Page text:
Orange GSoC: Multi-Target Learning for Orange

Orange already supports multi-target classification, but the current implementation of clustering trees is written in Python. One of the five projects Orange has chosen at this year’s Google Summer of Code is the implementation of clustering trees in C. The goal of my project is to speed up the building time of clustering trees and lower their spatial complexity, especially when used in random forests. Implementation will be based on Orange’s SimpleTreeLearner and will be integrated with Orange 3.0.

Once the clustering trees are implemented and integrated, documentation and unit tests will be written. Additionally I intend to make an experimental study that will compare the effectiveness of clustering trees with established multi-target classifiers (like PLS and chain classifiers) on benchmark data-sets. I will also work on some additional tasks related to multi-target classification that I had not included in my original proposal but Orange’s team thinks would be useful to include. Among these is a chain classifier framework that Orange is currently missing.

If any reader is interested in learning more about clustering trees or chain classifiers these articles should cover the basics:

I am a third year undergraduate student at the Faculty of Computer and Information Science in Ljubljana and my project will be mentored by prof. dr. Blaž Zupan. I thank him and the rest of the Orange team for advice and support.

New in Orange: Partial least squares regression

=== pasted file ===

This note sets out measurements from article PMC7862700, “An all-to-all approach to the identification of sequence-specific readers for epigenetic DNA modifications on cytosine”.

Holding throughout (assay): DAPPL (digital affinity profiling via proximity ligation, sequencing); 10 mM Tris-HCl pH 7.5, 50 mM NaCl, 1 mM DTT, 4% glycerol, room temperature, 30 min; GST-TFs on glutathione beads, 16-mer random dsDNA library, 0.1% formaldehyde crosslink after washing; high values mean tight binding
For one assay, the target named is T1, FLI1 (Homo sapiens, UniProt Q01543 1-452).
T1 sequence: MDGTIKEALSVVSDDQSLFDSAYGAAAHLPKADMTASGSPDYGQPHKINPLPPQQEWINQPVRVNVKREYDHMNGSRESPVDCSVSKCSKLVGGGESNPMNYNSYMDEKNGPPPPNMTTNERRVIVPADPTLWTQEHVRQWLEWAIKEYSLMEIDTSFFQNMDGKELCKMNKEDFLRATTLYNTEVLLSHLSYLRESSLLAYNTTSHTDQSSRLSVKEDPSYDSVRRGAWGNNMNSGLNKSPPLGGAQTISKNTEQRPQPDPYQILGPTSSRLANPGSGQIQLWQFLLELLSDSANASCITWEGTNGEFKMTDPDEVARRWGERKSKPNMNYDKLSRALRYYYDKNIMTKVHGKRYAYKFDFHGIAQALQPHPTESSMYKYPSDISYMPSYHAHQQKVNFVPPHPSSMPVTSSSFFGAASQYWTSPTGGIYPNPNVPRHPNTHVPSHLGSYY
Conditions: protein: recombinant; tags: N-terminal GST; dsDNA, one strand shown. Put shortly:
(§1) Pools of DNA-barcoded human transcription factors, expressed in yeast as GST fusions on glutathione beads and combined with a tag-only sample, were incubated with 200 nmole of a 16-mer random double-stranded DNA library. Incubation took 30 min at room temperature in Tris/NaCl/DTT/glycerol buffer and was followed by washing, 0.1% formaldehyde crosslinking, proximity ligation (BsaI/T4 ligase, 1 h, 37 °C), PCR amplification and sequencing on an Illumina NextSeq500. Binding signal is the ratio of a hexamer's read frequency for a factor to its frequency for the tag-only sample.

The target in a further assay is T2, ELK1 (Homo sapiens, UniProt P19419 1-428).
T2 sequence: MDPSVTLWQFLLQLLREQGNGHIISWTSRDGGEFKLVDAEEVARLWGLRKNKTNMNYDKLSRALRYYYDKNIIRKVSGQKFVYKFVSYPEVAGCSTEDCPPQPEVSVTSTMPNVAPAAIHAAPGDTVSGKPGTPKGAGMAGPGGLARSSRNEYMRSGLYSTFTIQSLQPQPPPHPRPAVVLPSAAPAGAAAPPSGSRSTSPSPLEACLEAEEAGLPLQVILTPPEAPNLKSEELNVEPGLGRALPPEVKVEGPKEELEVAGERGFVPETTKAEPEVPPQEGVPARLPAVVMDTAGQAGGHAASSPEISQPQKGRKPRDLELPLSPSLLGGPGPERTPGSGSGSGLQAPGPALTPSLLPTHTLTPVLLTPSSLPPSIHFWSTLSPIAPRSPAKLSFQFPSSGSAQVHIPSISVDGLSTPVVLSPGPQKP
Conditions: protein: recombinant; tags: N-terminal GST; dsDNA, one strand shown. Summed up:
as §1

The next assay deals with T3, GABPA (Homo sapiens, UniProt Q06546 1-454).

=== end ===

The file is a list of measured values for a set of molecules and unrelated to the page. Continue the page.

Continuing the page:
Partial least squares regression is a regression technique which supports multiple response variables. PLS regression is very popular in areas such as bioinformatics, chemometrics etc. where the number of observations is usually less than the number of measured variables and where there exists multicollinearity among the predictor variables. In such situations, standard regression techniques would usually fail. The PLS regression is now available in Orange (see documentation)!

You can use PLS regression model on single-target or multi-target data sets. Simply load the data set and see that it contains three predictor variables and four responses using this code.

data ="")
print "Input variables:"
print data.domain.features
print "Response variables:"
print data.domain.class_vars


Input variables:
<FloatVariable 'X1', FloatVariable 'X2', FloatVariable 'X3'>
Response variables:
<FloatVariable 'Y1', FloatVariable 'Y2', FloatVariable 'Y3', FloatVariable 'Y4'>

As you can see, all variables in this data set are continuous. The PLS regression is intended forsuch situations although it can be used for discrete input variables as well (using 0-1 continuation). Currently, discrete response variables are not yet supported.

Let’s try to fit the PLS regression model on our data set.

learner = Orange.multitarget.pls.PLSRegressionLearner()
classifier = learner(data)

The classifier can be now used to predict values of the four responses based onthree predictors. Let’s see how it manages this task on the first data instance.

actual = data[0].get_classes()
predicted = classifier(data[0]) 

print "Actual", "Predicted"
for a, p in zip(actual, predicted):
    print "%6.3f %6.3f" % (a,p)


Actual Predicted
 0.490  0.613
 1.237  0.826
 1.808  1.084
 0.422  0.534

To test the usefulness of PLS as a multi-target method let’s compare it to a single-target method – linear regression. We did this by comparing Root mean squared error (RMSE) of predicted values for a single response variable. We constructed synthetic data sets and performed the RMSE analysis using this script. The results can be seen in the following output:

    Training set sizes      5     10     20     50    100    200    500   1000
Linear (single-target) 0.5769 0.3128 0.2703 0.2529 0.2493 0.2446 0.2436 0.2442
    PLS (multi-target) 0.3663 0.2955 0.2623 0.2517 0.2487 0.2447 0.2441 0.2448

We can see that PLS regression outperforms linear regression when the number of training instances is low. Such situations (low number of instances compared to high number of variables) are quite common when analyzing data sets in bioinformatics. However, with increasing number of training instances, the advantages of PLS regression diminish.